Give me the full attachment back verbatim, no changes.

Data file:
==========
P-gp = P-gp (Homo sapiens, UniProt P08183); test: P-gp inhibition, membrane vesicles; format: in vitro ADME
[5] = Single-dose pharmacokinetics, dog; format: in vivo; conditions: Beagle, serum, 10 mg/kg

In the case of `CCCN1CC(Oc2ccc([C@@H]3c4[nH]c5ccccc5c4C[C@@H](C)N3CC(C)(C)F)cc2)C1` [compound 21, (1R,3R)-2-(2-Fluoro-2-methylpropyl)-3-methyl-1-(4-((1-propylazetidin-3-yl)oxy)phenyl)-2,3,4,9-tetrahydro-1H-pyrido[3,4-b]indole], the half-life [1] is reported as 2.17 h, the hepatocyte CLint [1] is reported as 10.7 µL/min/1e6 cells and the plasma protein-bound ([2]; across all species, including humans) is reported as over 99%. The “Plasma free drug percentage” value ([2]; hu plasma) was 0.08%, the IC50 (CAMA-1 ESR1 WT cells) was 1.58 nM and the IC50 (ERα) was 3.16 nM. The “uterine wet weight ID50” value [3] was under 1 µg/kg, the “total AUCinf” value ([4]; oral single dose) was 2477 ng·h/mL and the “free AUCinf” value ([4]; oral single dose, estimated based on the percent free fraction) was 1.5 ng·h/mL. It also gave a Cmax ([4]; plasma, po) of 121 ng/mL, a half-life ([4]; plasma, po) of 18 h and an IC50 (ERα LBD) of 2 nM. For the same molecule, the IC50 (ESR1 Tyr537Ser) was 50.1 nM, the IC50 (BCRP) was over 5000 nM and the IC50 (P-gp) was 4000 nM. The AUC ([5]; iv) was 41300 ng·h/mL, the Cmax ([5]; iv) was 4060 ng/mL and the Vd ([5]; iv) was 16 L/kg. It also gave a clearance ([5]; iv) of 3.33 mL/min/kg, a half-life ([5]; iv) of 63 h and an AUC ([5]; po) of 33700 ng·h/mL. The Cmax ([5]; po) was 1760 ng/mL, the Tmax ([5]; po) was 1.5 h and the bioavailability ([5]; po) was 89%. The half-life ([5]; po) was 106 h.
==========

P-gp = P-gp (Homo sapiens, UniProt P08183); test: P-gp inhibition, membrane vesicles; format: in vitro ADME
[5] = Single-dose pharmacokinetics, dog; format: in vivo; conditions: Beagle, serum, 10 mg/kg

In the case of `CCCN1CC(Oc2ccc([C@@H]3c4[nH]c5ccccc5c4C[C@@H](C)N3CC(C)(C)F)cc2)C1` [compound 21, (1R,3R)-2-(2-Fluoro-2-methylpropyl)-3-methyl-1-(4-((1-propylazetidin-3-yl)oxy)phenyl)-2,3,4,9-tetrahydro-1H-pyrido[3,4-b]indole], the half-life [1] is reported as 2.17 h, the hepatocyte CLint [1] is reported as 10.7 µL/min/1e6 cells and the plasma protein-bound ([2]; across all species, including humans) is reported as over 99%. The “Plasma free drug percentage” value ([2]; hu plasma) was 0.08%, the IC50 (CAMA-1 ESR1 WT cells) was 1.58 nM and the IC50 (ERα) was 3.16 nM. The “uterine wet weight ID50” value [3] was under 1 µg/kg, the “total AUCinf” value ([4]; oral single dose) was 2477 ng·h/mL and the “free AUCinf” value ([4]; oral single dose, estimated based on the percent free fraction) was 1.5 ng·h/mL. It also gave a Cmax ([4]; plasma, po) of 121 ng/mL, a half-life ([4]; plasma, po) of 18 h and an IC50 (ERα LBD) of 2 nM. For the same molecule, the IC50 (ESR1 Tyr537Ser) was 50.1 nM, the IC50 (BCRP) was over 5000 nM and the IC50 (P-gp) was 4000 nM. The AUC ([5]; iv) was 41300 ng·h/mL, the Cmax ([5]; iv) was 4060 ng/mL and the Vd ([5]; iv) was 16 L/kg. It also gave a clearance ([5]; iv) of 3.33 mL/min/kg, a half-life ([5]; iv) of 63 h and an AUC ([5]; po) of 33700 ng·h/mL. The Cmax ([5]; po) was 1760 ng/mL, the Tmax ([5]; po) was 1.5 h and the bioavailability ([5]; po) was 89%. The half-life ([5]; po) was 106 h.